Powers of attorney and trust instruments have each been the subject of many an estate plan. They each have also been the subject of multiple estate litigations. In combination, the two have served as fodder for controversies surrounding the agent’s authority over the trust and its terms. Two decisions — Matter of Goetz and Matter of Perosi v. LiGreci — have addressed the issue, albeit with different results. Both decisions provide valuable instruction for drafters and litigators. Ilene Cooper discusses these cases in our latest entry.
Continue Reading Lessons to be Learned From the Power of Attorney

Many estate practitioners are familiar with contested matters in which a charity interested in the proceeding is cited, as is the Attorney General, and both the Attorney General and private counsel for the charity appear in the proceeding. In such cases, both the Attorney General and the charity’s counsel represent the charity. What happens, however, when the status and identity of the charitable beneficiary is less than certain? That was precisely the situation facing the New York County Surrogate’s Court in the probate contest involving the much-publicized estate of Huguette Clark. John Morken discusses this portion of the Clark case in our latest entry.
Continue Reading Representation of Charities by the Attorney General

While the Court of Appeals last year upheld the validity of contingency fee agreements in estate matters, particularly in litigation, where it approved contingency fees of over forty million dollars when the actual time spent was a fraction of that value, a recent New York County Surrogate’s Court case, Estate of Fanny Goldfarb, confirms that the size of an estate can still be a major factor in determining the reasonableness of a contingent fee, even though the services rendered and the result achieved were exemplary. Jack Barnosky discusses the decision in our latest post.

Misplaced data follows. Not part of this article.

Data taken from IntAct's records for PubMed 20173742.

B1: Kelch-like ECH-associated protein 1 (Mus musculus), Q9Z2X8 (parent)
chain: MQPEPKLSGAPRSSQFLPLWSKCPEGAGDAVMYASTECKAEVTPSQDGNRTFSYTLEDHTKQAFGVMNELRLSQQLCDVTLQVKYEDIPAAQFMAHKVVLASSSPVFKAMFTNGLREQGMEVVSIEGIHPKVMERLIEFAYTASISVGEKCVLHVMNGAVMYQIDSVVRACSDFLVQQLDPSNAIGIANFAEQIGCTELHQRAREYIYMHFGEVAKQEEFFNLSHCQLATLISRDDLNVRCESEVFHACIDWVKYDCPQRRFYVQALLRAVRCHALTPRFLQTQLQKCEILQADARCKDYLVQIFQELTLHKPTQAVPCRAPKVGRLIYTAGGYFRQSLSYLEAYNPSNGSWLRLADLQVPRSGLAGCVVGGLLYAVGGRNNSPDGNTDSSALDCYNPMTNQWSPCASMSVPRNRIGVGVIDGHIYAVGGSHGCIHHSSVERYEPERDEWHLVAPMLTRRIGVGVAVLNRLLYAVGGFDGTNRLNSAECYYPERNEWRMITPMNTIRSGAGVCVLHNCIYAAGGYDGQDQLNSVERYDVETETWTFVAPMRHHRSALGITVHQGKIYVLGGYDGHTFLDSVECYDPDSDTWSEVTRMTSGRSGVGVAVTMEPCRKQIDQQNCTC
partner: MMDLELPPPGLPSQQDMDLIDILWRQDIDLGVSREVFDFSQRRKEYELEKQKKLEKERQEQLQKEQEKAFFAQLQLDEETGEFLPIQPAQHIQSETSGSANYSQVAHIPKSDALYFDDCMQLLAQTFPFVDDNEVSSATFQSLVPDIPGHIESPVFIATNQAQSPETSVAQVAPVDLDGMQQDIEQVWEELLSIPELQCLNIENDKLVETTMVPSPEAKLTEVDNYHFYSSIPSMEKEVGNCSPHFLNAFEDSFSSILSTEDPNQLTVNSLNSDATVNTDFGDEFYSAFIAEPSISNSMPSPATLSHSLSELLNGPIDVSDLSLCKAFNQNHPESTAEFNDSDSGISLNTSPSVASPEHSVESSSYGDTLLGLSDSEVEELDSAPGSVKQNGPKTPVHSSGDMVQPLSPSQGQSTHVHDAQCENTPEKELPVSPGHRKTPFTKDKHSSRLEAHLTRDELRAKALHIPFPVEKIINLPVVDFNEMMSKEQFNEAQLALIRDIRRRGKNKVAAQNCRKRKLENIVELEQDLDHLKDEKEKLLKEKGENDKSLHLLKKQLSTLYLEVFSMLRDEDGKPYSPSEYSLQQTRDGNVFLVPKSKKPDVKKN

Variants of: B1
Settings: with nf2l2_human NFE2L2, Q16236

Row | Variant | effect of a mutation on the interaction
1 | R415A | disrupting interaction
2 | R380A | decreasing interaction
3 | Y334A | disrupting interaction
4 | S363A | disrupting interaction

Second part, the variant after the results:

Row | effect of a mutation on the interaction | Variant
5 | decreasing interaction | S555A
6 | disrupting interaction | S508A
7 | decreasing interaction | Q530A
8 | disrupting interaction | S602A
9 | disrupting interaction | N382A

Continue Reading Contingency Fees – Size Matters

On October 28, 2014, the Court of Appeals rendered its long awaited decision in In re Lawrence, reversing the decision by the Appellate Division in which it was held that (1) a revised retainer agreement, under which the law firm received 40% of the net recovery (i.e. $44 million) was procedurally and substantively unconscionable and that fees should be determined under the original retainer; and (2) the claim to recover gifts made by the client to her attorneys was timely. Hillary Frommer discusses the decision in our latest entry.
Continue Reading In re Lawrence: What the Court of Appeals Says About Gifts from Client to Lawyer

In the recent case of Matter of Cheek, Surrogate Holzman of Bronx County addressed two issues that arise with some frequency in the context of Surrogate’s Court litigation – the validity of a decedent’s marriage, and a party’s attempt to vacate a stipulation of settlement. Jaclene D’Agostino discusses the decision in our latest entry.
Continue Reading Validity of Decedent’s Marriage the Focus of Application to Vacate Stipulation of Settlement

Last night, Congress passed the Middle Class Tax Relief Act of 2010, and it is anticipated that President Obama will sign this significant piece of legislation into law today. Its effects will include sweeping changes to the federal estate and gift tax. Jordan S. Linn provides a summary of those portions of the bill our most recent entry.
Continue Reading Farrell Fritz Estate and Gift Tax Alert: Breaking News